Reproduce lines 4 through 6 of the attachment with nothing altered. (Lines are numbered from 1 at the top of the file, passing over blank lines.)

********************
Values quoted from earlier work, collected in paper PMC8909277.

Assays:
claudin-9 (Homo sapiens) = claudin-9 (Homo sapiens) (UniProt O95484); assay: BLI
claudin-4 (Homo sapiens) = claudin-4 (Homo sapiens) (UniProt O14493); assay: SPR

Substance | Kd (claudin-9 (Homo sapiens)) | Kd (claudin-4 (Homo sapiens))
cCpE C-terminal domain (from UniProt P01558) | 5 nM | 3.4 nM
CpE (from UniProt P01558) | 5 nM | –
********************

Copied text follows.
claudin-4 (Homo sapiens) = claudin-4 (Homo sapiens) (UniProt O14493); assay: SPR

Substance | Kd (claudin-9 (Homo sapiens)) | Kd (claudin-4 (Homo sapiens))
cCpE C-terminal domain (from UniProt P01558) | 5 nM | 3.4 nM